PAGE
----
No words were exchanged, we didn’t need any. I loved her and she loved me and she didn’t protest when I put my jacket on her cold shoulders. And now two sets of legs straddled my mock thoroughbred, and she wrapped her arms around my waist and buried her flushed cheeks in the white cotton muscles of my back.
And again I tore off into the black night.
The music was different now, a Cheap Trick allegory about flying in the night. We sped on towards the ocean, and though she had no idea where I was taking her, I knew by her arms around me that she trusted me completely. And with that knowledge I trusted in the night.
Twin condominiums on the beach, their towers rose majestically stories above us. The sound of the waves crashing on the shore and Berlin sensuously pulsing from my speakers surrounded us. It had been almost a year since we had been on this spot together, but she remembered it as the place where we shared our first kiss. A crazy, stupid, clumsy thing it had been – two drunken friends hedging curfews and experimenting. There hadn’t been any romance or rhythm, just beer-flavored lust and sweaty palms.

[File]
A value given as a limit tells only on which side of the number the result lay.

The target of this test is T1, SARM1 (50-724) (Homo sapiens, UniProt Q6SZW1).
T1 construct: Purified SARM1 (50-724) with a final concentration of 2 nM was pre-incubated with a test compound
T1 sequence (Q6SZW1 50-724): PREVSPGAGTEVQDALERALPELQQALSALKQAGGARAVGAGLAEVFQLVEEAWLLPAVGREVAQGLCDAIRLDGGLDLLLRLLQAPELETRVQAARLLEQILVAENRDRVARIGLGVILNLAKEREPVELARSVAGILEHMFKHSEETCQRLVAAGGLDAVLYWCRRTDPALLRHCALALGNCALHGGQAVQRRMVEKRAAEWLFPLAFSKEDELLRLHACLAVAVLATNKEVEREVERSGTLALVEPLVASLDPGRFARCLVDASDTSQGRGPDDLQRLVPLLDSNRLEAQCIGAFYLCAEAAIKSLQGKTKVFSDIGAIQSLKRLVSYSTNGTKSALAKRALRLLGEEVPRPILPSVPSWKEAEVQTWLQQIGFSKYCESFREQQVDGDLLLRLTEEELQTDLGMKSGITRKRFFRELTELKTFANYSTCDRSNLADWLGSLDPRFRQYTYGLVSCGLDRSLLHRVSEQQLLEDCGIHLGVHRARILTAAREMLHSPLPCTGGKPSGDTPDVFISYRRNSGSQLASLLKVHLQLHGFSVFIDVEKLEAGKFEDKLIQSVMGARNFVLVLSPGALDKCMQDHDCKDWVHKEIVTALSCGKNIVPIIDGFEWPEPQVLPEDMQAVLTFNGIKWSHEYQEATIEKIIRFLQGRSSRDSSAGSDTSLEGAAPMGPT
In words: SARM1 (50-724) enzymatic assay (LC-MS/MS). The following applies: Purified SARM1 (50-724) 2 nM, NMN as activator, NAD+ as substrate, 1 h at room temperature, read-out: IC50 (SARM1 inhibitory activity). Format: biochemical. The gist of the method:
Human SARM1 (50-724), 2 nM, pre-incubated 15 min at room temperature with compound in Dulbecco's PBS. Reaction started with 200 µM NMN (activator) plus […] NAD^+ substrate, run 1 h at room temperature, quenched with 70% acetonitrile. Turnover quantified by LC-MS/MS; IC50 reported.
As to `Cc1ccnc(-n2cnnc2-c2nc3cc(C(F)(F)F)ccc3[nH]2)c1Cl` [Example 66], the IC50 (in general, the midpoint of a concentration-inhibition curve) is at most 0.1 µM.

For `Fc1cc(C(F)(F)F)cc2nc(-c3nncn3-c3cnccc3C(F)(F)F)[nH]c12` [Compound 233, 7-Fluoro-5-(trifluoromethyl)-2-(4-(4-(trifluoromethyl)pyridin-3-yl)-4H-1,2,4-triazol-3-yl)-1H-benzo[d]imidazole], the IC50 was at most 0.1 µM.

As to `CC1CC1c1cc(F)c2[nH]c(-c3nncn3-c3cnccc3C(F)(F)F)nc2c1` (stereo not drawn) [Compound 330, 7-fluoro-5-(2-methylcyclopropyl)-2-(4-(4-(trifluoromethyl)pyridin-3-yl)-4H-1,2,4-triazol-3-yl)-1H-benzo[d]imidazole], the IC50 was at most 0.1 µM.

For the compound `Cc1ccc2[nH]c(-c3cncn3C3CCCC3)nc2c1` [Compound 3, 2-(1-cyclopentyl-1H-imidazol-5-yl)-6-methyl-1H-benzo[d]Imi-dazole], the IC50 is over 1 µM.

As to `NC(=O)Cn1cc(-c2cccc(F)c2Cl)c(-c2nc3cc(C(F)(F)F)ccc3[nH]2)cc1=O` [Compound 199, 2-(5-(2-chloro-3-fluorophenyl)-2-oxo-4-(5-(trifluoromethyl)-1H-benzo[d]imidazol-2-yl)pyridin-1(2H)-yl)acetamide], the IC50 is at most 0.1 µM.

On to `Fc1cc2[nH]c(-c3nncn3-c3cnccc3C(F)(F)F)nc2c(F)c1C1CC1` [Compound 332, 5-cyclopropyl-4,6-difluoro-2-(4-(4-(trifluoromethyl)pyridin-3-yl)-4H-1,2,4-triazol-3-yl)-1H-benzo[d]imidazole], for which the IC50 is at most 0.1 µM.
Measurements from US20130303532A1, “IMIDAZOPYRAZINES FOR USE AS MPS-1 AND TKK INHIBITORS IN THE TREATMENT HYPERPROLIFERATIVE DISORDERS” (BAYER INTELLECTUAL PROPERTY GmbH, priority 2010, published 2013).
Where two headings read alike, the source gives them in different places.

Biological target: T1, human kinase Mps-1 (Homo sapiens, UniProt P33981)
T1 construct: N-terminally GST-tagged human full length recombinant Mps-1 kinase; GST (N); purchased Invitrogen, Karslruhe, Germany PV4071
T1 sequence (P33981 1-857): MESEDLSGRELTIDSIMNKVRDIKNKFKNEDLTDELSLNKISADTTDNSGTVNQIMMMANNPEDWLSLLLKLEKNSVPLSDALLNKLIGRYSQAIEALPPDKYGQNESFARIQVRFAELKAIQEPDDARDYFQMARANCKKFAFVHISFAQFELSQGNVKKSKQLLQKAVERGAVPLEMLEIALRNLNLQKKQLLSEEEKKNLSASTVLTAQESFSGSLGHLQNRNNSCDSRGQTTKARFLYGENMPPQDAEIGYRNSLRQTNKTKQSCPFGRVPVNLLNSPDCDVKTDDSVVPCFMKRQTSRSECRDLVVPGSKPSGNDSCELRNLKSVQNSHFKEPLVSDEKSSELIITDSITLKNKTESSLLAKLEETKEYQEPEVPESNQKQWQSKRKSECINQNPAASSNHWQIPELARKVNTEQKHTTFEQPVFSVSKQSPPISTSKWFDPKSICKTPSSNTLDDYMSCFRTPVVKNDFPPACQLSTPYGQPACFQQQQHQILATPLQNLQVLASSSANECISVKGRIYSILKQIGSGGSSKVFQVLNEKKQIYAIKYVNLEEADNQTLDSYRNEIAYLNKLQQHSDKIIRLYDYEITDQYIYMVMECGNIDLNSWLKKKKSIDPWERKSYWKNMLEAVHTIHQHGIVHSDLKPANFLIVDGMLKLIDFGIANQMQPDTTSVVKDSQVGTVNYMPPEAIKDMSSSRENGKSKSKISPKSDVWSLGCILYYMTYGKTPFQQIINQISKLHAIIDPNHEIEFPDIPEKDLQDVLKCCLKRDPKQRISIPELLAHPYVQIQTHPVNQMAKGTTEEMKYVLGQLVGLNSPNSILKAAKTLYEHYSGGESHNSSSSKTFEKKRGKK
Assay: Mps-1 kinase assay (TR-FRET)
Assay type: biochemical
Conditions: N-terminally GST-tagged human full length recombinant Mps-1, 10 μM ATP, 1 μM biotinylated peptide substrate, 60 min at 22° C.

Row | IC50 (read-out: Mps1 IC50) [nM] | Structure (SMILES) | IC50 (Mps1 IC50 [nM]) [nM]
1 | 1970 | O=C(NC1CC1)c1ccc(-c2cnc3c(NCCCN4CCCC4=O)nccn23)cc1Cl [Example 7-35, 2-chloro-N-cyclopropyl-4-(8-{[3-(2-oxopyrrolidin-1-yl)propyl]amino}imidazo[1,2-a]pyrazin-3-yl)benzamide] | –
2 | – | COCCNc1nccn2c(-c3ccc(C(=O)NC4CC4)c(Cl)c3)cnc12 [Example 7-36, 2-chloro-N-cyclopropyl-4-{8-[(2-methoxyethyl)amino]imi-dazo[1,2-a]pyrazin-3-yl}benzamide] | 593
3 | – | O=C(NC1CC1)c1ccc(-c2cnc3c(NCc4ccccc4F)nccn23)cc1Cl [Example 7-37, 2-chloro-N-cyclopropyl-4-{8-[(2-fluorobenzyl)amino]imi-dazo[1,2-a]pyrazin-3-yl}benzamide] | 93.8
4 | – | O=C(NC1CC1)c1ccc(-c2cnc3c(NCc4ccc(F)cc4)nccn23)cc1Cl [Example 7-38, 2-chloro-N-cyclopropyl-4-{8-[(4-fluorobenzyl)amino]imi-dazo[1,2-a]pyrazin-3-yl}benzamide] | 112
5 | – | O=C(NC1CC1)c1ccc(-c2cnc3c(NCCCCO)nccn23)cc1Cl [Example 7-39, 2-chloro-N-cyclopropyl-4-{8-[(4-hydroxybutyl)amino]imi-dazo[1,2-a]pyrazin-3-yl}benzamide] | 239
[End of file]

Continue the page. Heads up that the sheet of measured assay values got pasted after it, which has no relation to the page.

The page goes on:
But now we had returned, a lifetime’s full of experiences and loves had matured us beyond the time that had passed. As a lover I cradled her face in my hands, and as a friend I told her I loved her; the words barely escaping my lips in more than a whisper. She knew, and she kissed me, and I wanted to cry at the perfection of it all.
We held each other close and tight, and the rest of the universe melted away leaving only the two of us there: lovers and friends in a million inexplicable ways. We smiled and we giggled and we laughed until we cried at the craziness of life. I reached behind me, and our song came out of the speakers, and we kicked off our shoes and fell down onto the beach.
We talked and we kissed, and we grew closer again, like we always did. We shared more in a few minutes of conversation than most married couples share in a lifetime. This time there was no beer and there was no lust. We saw ourselves in each other’s eyes, and we made love in the sand, and we said goodbye to our youth.
We fell asleep like that, and the alarm on my watch woke me up with just enough time to speed her home to her warm bed and flannel sheets. When we kissed goodnight, neither one of us wanted to part, but the rising sun was a harbinger of urgency and we went our separate ways.
She snuck into her house and our song remained on her mind even as she drifted off to sleep. I flew home with it blaring louder than I could sing. When I snuck into my house, there was a red rose and a heart-shaped pillow on my bed…and I knew they were from her.